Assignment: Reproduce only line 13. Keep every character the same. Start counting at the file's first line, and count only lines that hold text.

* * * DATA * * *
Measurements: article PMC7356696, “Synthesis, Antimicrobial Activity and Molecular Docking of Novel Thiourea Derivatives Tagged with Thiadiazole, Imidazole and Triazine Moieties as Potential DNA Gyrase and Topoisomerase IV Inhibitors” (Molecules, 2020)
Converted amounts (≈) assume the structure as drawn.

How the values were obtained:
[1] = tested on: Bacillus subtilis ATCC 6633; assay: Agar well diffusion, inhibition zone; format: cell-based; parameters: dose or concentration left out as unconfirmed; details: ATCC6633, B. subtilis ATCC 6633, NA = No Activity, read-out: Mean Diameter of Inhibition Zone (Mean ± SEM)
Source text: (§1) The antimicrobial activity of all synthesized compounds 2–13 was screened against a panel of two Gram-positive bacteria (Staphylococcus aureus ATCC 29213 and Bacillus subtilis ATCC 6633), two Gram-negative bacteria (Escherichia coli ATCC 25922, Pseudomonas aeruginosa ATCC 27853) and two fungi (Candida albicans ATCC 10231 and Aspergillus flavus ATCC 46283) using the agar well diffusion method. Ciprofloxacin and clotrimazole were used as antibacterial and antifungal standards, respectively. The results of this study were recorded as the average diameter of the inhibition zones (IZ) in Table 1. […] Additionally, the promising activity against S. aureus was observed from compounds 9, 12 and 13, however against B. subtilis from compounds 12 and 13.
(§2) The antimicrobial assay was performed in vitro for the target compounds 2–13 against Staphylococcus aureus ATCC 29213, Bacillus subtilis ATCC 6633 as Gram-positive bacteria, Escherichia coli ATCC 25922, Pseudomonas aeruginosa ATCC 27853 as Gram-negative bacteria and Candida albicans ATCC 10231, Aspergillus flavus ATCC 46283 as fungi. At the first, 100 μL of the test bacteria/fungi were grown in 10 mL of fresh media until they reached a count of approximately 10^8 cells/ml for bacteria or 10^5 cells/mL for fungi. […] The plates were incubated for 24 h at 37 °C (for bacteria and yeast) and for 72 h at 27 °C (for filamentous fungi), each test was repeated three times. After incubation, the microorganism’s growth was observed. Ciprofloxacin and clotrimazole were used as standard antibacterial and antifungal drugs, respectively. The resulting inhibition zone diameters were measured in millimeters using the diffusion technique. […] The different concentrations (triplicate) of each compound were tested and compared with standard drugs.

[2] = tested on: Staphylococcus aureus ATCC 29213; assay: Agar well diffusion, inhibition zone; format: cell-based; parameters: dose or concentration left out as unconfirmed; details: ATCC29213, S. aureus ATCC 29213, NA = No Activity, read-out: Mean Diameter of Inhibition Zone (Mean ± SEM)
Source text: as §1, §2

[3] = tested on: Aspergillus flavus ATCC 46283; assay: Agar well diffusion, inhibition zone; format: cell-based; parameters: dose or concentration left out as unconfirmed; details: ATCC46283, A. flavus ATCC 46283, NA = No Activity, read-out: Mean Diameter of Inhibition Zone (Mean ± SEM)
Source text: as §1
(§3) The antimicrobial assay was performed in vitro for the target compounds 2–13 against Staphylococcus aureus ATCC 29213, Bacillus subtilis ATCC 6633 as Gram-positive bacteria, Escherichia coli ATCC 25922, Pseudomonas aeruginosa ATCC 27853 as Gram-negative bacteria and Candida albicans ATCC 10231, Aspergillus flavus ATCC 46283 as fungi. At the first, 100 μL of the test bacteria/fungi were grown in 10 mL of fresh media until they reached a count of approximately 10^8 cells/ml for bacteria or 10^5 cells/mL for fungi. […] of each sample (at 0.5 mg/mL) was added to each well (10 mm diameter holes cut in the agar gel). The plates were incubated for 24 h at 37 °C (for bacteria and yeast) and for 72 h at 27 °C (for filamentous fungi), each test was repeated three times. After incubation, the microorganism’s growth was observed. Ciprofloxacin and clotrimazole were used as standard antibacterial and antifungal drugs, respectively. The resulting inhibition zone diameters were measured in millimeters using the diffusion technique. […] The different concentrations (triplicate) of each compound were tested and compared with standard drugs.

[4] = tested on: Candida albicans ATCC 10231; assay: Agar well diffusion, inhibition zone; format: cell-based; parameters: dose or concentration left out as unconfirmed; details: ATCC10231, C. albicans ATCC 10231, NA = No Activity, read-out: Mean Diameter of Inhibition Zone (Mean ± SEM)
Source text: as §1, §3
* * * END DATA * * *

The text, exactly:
Source text: as §1, §3